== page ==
The Journey – SLC to Jackson
We got up v, v early (you know you’re a grown up when you get up voluntarily at 5am) so as to get to Jackson, Wyoming (a four and a half hour drive) in time to have a good half day in Teton National Park (smaller than, and south of, Yellowstone).
The initial part of the drive was otherworldly – dramatic landscape, spooky sunrise and mist that would come on you in an instant. The highlight was seeing an elk eerily loom out of the fog into the headlights, waiting to cross the road.
A couple of hours in, we had breakfast in Cokeville, Wyoming (population – 535) at Blondie’s Diner, next to the Baptist Church :
After that, the drive was exactly what I was hoping for from a western road trip – miles and miles of forest, gorges and desert, devoid of people, punctuated by small towns of a couple of hundred people with small town post offices, a garage with an unfortunately dilapidated sign and a local gun store (and for some reason, an inordinate amount of fireworks shops) :
Then the main feast – Grand Teton National Park :
It’s a great place – driving in down a flat valley the hills suddenly rear up a couple of thousand feet and you get a great mix of snow capped peaks, lakes and sagebrush flats. Hard to do justice with an iPhone, but here are a couple of photos :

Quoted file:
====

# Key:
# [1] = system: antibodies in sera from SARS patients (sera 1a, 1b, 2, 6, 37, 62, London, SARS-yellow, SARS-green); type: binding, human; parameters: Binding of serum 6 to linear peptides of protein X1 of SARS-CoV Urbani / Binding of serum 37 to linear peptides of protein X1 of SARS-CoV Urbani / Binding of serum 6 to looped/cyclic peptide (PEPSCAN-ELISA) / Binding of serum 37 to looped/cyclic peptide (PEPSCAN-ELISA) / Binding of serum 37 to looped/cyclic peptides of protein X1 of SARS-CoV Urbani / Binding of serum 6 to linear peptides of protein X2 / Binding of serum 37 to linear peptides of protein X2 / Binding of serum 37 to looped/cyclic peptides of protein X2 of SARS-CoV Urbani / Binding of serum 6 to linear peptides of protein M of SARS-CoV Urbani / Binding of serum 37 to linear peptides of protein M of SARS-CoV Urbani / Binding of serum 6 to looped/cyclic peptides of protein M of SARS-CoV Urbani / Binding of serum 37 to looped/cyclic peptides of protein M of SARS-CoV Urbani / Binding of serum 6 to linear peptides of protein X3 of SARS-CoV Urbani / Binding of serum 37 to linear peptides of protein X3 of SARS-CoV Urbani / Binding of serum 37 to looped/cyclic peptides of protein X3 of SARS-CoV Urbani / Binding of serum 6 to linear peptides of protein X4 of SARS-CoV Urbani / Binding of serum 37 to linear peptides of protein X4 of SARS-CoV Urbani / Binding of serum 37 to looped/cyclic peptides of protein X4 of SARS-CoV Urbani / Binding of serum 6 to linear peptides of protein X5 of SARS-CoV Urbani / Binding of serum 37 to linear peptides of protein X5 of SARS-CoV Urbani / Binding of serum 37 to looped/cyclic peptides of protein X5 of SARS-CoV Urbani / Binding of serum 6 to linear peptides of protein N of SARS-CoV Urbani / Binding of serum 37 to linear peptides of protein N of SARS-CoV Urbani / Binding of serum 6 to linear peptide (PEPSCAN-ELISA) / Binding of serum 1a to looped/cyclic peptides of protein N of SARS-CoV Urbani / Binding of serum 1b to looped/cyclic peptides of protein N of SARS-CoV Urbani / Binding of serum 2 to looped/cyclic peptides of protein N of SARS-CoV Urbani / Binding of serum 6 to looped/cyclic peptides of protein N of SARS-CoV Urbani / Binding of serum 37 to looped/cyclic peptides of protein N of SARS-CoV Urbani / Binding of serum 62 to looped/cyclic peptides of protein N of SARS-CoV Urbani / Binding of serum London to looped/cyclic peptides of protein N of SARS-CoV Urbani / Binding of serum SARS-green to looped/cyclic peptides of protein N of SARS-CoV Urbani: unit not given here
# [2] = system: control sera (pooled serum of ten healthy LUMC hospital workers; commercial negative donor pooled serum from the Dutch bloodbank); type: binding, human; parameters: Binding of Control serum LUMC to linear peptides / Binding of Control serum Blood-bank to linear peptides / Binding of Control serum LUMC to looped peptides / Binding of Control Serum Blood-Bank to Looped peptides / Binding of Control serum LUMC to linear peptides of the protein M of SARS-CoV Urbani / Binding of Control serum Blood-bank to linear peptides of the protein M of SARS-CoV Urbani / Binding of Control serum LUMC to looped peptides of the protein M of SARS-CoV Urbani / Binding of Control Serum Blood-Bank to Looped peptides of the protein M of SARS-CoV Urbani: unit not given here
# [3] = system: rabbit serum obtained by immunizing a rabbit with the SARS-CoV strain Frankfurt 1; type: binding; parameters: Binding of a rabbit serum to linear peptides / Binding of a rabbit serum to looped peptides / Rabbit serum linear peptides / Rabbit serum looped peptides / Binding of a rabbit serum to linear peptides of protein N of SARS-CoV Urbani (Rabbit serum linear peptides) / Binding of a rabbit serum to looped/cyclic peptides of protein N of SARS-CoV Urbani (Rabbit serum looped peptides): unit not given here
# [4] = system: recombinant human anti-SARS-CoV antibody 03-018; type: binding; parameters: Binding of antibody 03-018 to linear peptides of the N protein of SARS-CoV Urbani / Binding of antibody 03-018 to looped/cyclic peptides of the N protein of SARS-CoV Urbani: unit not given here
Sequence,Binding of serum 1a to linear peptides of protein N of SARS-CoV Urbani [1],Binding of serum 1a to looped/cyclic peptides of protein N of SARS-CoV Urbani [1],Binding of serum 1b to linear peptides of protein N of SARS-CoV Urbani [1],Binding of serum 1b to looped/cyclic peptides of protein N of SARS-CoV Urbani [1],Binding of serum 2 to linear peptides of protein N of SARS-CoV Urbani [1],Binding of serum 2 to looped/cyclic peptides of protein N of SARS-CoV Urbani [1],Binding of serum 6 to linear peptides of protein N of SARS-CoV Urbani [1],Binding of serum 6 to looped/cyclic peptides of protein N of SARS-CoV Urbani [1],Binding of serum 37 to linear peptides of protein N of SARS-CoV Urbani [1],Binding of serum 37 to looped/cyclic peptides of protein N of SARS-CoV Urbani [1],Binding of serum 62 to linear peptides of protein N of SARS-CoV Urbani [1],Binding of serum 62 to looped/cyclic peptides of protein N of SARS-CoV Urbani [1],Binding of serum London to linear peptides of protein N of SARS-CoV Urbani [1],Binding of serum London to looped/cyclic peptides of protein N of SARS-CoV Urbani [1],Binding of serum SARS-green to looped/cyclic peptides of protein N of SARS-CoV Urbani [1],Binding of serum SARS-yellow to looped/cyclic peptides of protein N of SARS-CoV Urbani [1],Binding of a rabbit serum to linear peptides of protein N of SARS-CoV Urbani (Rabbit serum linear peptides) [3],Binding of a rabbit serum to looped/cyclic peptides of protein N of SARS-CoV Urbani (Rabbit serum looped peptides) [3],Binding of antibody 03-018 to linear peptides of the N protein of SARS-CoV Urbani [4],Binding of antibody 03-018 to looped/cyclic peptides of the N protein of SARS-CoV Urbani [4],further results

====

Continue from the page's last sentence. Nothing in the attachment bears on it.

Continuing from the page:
Once upon a time an Englishman came to America and married a native girl. This tale, however, doesn’t have a happy ending.
Richard Leigh, a Mancunian, came to the US at the age of about 25 in the mid 1840s. He worked for the Hudson Company, fought in the Mexican War and generally had adventures. He moved west in about 1860, settling in what is now Grand Teton National Park with his wife Jenny and producing six children with her.
There he made his living ‘harvesting’ beaver pelts, earning the unfortunate nickname ‘Beaver Dick’ Leigh. In 1876 he had possibly the worst Christmas ever.
A few days before a friend had visited. She had left the gift of smallpox and on Christmas Day, Beaver Dick (who was immune due to a previous infection) watched as the disease killed his wife and all six children.
They were buried nearby and a lake, Jenny Lake is named for her.
Now, it’s a really tranquil and beautiful place with the mountains in the background when you look up.
Not seeing any animals. Apart from possibly a chipmunk. And a dog, but that doesn’t count. That’s something we’re hoping to rectify tomorrow in Teton’s big brother – Yellowstone national park.
Aim for tomorrow
Apart from seeing some animals in the flesh, the main aim is stopping Mrs Bunting spending $2,800 on this cat bench :